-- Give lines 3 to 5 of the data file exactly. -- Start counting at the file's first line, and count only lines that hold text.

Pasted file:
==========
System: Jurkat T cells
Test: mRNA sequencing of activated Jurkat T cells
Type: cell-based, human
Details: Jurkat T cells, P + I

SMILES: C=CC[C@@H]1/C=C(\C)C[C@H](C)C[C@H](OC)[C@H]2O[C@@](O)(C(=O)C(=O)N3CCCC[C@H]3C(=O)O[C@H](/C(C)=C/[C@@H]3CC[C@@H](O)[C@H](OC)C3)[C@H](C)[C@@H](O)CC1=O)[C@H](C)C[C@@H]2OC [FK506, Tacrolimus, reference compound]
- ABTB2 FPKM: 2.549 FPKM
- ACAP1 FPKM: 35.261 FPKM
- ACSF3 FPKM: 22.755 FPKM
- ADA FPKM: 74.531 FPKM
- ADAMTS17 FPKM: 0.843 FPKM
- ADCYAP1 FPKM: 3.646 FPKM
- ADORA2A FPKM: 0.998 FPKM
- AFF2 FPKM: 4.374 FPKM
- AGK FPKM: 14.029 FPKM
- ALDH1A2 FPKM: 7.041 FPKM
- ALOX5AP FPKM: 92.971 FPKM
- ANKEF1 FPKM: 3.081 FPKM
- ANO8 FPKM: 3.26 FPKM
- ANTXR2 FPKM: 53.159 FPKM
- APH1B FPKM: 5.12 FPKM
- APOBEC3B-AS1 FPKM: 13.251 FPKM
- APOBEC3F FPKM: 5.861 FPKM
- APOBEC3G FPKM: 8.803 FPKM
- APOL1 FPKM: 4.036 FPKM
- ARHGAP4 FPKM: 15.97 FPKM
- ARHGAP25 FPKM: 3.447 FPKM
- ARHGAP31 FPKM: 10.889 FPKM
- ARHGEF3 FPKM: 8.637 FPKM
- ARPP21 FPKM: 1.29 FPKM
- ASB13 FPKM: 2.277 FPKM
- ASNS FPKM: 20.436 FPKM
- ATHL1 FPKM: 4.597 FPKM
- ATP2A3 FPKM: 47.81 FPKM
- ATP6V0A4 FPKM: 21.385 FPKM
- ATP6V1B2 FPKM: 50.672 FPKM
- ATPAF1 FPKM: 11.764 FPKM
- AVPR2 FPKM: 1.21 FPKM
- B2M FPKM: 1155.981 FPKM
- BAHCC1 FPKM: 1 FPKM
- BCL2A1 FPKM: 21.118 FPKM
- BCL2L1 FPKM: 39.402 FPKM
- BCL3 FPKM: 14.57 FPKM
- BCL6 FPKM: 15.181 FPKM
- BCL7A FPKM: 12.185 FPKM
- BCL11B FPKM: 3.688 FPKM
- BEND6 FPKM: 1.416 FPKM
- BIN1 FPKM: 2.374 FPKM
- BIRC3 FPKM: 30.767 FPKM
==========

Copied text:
Type: cell-based, human
Details: Jurkat T cells, P + I

SMILES: C=CC[C@@H]1/C=C(\C)C[C@H](C)C[C@H](OC)[C@H]2O[C@@](O)(C(=O)C(=O)N3CCCC[C@H]3C(=O)O[C@H](/C(C)=C/[C@@H]3CC[C@@H](O)[C@H](OC)C3)[C@H](C)[C@@H](O)CC1=O)[C@H](C)C[C@@H]2OC [FK506, Tacrolimus, reference compound]